The Faith of Joseph

Day 7

Matthew 1:18-25

Now the birth of Jesus Christ took place in this way. When his mother Mary had been betrothed to Joseph, before they came together she was found to be with child from the Holy Spirit. And her husband Joseph, being a just man and unwilling to put her to shame, resolved to divorce her quietly. But as he considered these things, behold, an angel of the Lord appeared to him in a dream, saying, “Joseph, son of David, do not fear to take Mary as your wife, for that which is conceived in her is from the Holy Spirit. She will bear a son, and you shall call his name Jesus, for he will save his people from their sins.” All this took place to fulfill what the Lord had spoken by the prophet:
     “Behold, the virgin shall conceive and bear a son,
          and they shall call his name Immanuel”
(which means, God with us). When Joseph woke from sleep, he did as the angel of the Lord commanded him: he took his wife, but knew her not until she had given birth to a son. And he called his name Jesus.
Matthew 1:18-25
We have a glimpse into the depth of righteousness accredited to Joseph. In our modern Christian view, the definition of a “righteous person” is deemed externally- a follower of rules who does and says all the right things- someone with a “good raising” that respects his elders and answers “yes’ ma'am” “no sir”, and in the words of Johnson Bible College someone who doesn’t smoke, drink, chew, or run with girls who do. But in these two short scriptures, we know Joseph and the kind of man who would be the stand in, earthly father for the Messiah. His righteousness went beyond the external nature of being a Law follower. He was “just”. He was unwilling to shame his bride not just so he could “appear” righteous, in fact quite the opposite. Joseph’s public reputation would forever be marred after this one: known not as the “good” guy who followed the rules and said the right things, but the one who at best divorced his soon to be wife and at worst the one who got her pregnant to begin with.

Joseph’s private thoughts about the angel’s declaration were not recorded, but his actions were. Joseph acted upon faith at the word of the messenger of Yahweh. He did not divorce Mary as the law gave him the right to do. In line with those of his lineage who took brave acts of faith and trusted Yahweh for what they could not see, Joseph believed and hoped for the fruition of the story, that the Messiah would come and bring redemption for all people just as he had promised to his ancestor Abram: “I will make you a great nation and I will bless you; I will make your name great… and all peoples on earth will be blessed by you” (Genesis 12:1-3).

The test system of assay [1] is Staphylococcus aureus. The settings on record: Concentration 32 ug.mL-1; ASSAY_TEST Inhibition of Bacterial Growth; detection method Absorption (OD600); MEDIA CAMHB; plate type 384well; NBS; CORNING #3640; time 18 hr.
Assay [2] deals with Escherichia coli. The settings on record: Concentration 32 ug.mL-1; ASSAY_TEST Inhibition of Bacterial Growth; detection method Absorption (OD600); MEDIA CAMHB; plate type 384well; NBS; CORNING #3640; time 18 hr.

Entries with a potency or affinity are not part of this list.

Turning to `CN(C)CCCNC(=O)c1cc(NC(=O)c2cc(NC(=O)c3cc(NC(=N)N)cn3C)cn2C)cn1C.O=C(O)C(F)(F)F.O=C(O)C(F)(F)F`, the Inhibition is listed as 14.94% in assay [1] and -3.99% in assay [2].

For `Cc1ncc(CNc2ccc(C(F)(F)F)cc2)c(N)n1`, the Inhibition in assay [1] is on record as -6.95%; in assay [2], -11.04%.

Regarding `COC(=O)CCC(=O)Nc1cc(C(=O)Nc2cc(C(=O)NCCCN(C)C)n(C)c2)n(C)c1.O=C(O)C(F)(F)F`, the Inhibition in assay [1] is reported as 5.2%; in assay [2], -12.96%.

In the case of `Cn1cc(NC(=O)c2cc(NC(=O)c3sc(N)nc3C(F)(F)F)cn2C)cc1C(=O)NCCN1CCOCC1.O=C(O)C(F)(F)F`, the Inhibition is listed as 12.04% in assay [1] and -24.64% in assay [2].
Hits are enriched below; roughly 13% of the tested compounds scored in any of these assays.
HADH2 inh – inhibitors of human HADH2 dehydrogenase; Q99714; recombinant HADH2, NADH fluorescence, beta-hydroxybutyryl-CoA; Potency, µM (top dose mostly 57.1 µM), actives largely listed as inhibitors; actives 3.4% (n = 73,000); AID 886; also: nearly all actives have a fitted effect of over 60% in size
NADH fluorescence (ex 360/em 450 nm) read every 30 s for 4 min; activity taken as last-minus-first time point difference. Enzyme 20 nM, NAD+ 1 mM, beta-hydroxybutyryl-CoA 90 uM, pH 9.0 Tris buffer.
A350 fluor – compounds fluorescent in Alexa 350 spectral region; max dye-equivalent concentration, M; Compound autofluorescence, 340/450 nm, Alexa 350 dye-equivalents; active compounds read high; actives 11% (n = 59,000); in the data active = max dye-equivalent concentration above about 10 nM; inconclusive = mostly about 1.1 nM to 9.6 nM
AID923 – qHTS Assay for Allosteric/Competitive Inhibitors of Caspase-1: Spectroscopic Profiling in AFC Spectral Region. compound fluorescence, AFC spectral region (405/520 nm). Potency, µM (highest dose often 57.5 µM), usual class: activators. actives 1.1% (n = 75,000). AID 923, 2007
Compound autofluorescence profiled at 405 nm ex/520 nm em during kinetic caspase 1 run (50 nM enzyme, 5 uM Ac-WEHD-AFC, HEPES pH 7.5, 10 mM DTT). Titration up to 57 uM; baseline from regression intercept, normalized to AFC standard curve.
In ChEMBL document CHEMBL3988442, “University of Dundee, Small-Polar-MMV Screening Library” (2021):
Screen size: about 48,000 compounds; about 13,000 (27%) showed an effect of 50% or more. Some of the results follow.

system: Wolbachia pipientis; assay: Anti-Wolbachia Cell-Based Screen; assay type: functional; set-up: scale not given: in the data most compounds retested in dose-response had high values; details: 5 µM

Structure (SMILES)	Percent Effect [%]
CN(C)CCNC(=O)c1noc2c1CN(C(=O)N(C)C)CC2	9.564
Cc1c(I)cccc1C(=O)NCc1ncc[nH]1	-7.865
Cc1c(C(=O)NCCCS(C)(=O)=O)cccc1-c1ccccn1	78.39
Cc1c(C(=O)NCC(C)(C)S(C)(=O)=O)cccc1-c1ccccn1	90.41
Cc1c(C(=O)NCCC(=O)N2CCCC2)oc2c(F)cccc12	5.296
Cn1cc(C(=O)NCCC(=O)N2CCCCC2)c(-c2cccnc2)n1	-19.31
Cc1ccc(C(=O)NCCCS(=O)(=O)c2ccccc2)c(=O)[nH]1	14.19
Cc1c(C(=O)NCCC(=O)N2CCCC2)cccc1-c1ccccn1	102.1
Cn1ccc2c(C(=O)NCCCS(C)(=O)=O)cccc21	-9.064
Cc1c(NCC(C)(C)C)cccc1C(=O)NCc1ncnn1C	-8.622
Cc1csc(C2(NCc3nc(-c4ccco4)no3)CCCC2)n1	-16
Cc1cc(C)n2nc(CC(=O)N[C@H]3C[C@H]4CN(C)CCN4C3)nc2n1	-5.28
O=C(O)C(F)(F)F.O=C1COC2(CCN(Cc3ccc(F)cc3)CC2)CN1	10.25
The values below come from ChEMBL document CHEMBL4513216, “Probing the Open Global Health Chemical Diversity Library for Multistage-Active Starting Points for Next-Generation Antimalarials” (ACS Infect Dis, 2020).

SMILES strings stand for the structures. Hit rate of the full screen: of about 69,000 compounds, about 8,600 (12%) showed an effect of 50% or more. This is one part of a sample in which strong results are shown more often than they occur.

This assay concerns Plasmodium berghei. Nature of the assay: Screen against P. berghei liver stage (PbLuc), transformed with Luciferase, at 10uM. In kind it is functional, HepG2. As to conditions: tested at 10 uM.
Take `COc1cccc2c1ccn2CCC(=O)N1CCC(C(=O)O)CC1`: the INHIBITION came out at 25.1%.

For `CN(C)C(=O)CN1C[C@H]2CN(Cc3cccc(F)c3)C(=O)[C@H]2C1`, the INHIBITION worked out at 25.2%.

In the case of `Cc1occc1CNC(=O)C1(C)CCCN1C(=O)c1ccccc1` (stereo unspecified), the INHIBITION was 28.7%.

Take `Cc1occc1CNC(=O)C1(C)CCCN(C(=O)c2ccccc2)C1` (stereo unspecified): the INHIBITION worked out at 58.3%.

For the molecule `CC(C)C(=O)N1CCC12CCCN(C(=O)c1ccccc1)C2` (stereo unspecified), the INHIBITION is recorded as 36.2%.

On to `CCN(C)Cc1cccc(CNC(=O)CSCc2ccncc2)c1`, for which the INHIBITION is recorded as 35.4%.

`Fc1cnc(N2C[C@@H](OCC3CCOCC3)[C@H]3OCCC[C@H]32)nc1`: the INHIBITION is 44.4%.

Maybe you have stood where Joseph stood. Confused, caught between what God says is right and what makes sense. You begin to question whether you made the right choice or turned the right way.

Joseph was obedient to God. He was obedient when things were right, and all seemed well. He was obedient when things got dark, when all seemed to be falling apart. Joseph did not let his confusion disrupt his obedience to the will of God.

In this moment of divine intervention, Joseph’s life shifted. Joseph’s perspective shifted from an earthly thing to an eternal thing. When hearing Joseph’s story, we often think “sure, he heard from God, but that never happens to me.” In Matthew 6:5-15 we see Jesus institute the Lord’s prayer as He teaches what it means to pray. While there are a lot of truths in this prayer, the one truth that stands out to me is verse 10, “your kingdom come, your will be done, on earth as it is in heaven.” For Joseph to be obedient in that moment he had a choice to make: would he answer the call to a life fully surrendered and obedient with the situation given to him? Or would he run and flee? In all honesty, with what we know about the law, Joseph did not have to stay with Mary. There is no one who would have faulted Joseph had he chose a different path. But he didn’t. Joseph’s faith was so strong that even in the toughest times he chose obedience. To fully be obedient to the will of God, we must surrender all to Christ. It’s not an easy path. Joseph’s path was not easy, but the riches of his choice and obedience to Christ are abundant in both this life and the next.

For us to live a life of obedience, we must trust in the faithfulness of God’s will as it pertains to where we are at in the present.
Nick Viers | Meadowview Campus Pastor

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